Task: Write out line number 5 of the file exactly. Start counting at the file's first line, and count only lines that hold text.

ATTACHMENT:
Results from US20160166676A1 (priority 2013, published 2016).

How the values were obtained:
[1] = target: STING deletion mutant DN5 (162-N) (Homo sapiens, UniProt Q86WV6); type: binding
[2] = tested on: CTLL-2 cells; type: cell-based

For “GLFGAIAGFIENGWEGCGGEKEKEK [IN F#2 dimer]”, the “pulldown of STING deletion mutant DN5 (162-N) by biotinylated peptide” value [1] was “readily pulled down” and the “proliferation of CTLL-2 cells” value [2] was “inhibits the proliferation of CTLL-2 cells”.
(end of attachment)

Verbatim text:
For “GLFGAIAGFIENGWEGCGGEKEKEK [IN F#2 dimer]”, the “pulldown of STING deletion mutant DN5 (162-N) by biotinylated peptide” value [1] was “readily pulled down” and the “proliferation of CTLL-2 cells” value [2] was “inhibits the proliferation of CTLL-2 cells”.